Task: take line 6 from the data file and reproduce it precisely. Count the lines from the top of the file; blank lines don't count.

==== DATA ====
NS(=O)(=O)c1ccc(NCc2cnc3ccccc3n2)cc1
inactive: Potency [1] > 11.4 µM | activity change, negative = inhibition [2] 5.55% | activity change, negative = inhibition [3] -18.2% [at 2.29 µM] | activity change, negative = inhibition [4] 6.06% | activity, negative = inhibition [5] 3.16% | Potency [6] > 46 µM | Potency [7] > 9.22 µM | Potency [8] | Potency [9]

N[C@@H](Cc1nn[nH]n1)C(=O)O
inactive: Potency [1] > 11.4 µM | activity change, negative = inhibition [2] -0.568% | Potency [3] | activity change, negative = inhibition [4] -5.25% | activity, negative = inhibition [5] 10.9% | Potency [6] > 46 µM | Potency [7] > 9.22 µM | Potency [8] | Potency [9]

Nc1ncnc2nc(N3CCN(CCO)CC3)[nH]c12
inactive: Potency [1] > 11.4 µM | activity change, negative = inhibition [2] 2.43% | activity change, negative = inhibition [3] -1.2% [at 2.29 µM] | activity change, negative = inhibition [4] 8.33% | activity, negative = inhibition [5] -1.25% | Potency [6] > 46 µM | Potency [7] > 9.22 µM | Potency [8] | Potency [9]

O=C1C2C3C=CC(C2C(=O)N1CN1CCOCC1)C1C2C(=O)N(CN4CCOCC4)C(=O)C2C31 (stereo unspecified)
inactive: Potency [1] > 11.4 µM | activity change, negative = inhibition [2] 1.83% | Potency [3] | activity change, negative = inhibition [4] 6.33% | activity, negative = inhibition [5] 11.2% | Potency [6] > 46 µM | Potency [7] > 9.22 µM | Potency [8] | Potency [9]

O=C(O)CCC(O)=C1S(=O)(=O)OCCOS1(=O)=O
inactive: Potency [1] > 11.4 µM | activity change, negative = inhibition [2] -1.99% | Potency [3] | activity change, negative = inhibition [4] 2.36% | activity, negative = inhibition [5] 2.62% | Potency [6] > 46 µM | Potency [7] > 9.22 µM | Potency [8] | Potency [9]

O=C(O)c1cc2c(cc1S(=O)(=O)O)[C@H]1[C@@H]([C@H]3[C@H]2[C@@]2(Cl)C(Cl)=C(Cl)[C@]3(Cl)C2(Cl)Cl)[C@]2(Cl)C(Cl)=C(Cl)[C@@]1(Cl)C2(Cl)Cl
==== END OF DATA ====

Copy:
inactive: Potency [1] > 11.4 µM | activity change, negative = inhibition [2] 2.43% | activity change, negative = inhibition [3] -1.2% [at 2.29 µM] | activity change, negative = inhibition [4] 8.33% | activity, negative = inhibition [5] -1.25% | Potency [6] > 46 µM | Potency [7] > 9.22 µM | Potency [8] | Potency [9]